It’s 11 in the morning. Officer Louis Chan is scanning through the 911 calls that have come through, waiting to be handled.
One call stands out: A patient with a history of attempted suicide didn’t show up for an appointment. The case manager was concerned and called 911.
Chan decides to check on the patient. As he drives, social worker Mariah Andrignis is on her phone searching databases, including the Downtown Emergency Service Center, for any information about the patient.
Andrignis and Chan are part of Seattle Police’s Crisis Response Unit. Part of their job is to connect people with services, depending on the situation.
Chan say people in mental health crisis used to be sent to jail or the hospital, which wasn’t always the best long-term solution. Many ended up cycling through the system.
“Our ultimate goal,” Chan says, “is to free up patrol officers so they can go to these 30-plus other 911 calls that aren’t crisis-related.”
Every hour of the day in Seattle, there’s a crisis happening – it could be someone acting erratically, threatening to harm themselves or the public. Often the first people to respond are the police.
The Crisis Response Unit takes the bulk of these calls. But there are only four officers and one mental health professional in that unit. Last year alone, there were more than 9,200 crisis incidents.
Andrignis is contracted to the Seattle Police from Downtown Emergency Service Center. She checks to see if there are any notes on a person while heading to a call.
“If it’s one of our clients, I can go in and say, ‘Oh look, Susie has had three run-ins with staff this week. Maybe we should call them and see what we have before we show up and talk,” Andrignis said.
Chan and Andrignis arrive at the patient’s apartment building. Before heading in, Chan turns on his body cam. Another officer joins them, per Seattle Police policy.
About 15 minutes later, they come out of the building. Andrignis said the patient’s fine.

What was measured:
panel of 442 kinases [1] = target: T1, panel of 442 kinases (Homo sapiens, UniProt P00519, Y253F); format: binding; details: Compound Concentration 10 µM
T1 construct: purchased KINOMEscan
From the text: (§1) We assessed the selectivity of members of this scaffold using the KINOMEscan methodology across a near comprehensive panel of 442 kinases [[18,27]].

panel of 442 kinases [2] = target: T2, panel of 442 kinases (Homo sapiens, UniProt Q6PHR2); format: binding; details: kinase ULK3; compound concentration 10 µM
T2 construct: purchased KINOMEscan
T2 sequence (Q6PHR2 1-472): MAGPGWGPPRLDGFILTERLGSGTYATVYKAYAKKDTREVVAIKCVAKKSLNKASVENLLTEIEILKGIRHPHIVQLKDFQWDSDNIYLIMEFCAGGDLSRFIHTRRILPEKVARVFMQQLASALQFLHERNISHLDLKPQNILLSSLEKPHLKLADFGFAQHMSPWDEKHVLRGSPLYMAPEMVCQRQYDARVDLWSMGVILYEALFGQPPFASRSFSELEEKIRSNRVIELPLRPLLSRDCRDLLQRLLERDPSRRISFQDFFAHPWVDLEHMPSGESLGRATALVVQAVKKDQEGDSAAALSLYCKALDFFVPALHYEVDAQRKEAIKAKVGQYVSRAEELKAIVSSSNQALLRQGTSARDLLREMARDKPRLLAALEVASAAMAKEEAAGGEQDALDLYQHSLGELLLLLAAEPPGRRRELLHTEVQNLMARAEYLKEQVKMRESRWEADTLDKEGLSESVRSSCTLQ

“We gave him information on the Crisis Clinic, and he could talk to someone if he needed it,” she said. “He talked to his case manager just a few minutes ago, so he’s feeling safe, he’s feeling more stable.”
These responses are what Chan and Andrignis specialize in, but there’s not enough of them to cover all the crisis calls in the city.
So Seattle Police has teamed up with app developers to come up with a program to help them interact with people in crisis. The app would help patrol officers respond to these calls when Chan's unit is tied up.
It would provide information and different response plans at their fingertips before they approach the person. It’s like a field guide for patrol officers when the crisis response unit isn’t able to take the call.
“Is this person a danger to anybody, what have they done in the past, when was their last interaction with the police, and what tools, tips or tricks that officers can use to better resolve whatever interaction they’re having,” Chan explains. “It’s getting everybody on the same page.”
The app would help in situations like the next call Chan takes – a man in old downtown Ballard is waving metal objects and causing a disturbance.
“This is an example of someone who’s in more acute crisis, where their behavior is potentially dangerous to the public or to themselves,” Chan said.
A patrol officer responding would be able to use the app to get information about the man and a response plan. This applies to people who are familiar to the police, like this man.
“We’ve been getting a bunch of reports about this person in the Ballard neighborhood, who has been, for lack of a better word, terrorizing the neighborhood,” Chan said.
When Chan and Andrignis arrive at the scene, the man is wrapping his head with a t-shirt. Chan gets out of the car and approaches him. Andrignis stays in the car as a safety precaution. Five other officers arrive, too. They stand back and keep an eye for safety issues as Chan talks to the man.
From the car, Andrignis describes how Chan is trying to help the man calm down and listen.
“In a situation like this where there’s a lot of unknowns, he could be kind of erratic,” she said. “If you can be calm with the person, you stand a better chance of building a rapport.”
The man leaves. Chan said he asked what services he might need and offered to get the man help. But he declined.
Soon after the man left, someone in the neighborhood told the police the man assaulted him last month. Chan plans to look for the police report and see if any more action needs to be taken.
Andrignis said based on the man’s history, there are reasons for his behavior. But it doesn’t make it excusable, she said. “We do know he would benefit from getting medical and mental health providers.”
Currently more than 58 percent of officers have advanced training in crisis intervention. SPD says the app, scheduled for rollout later this month, would enhance their responses.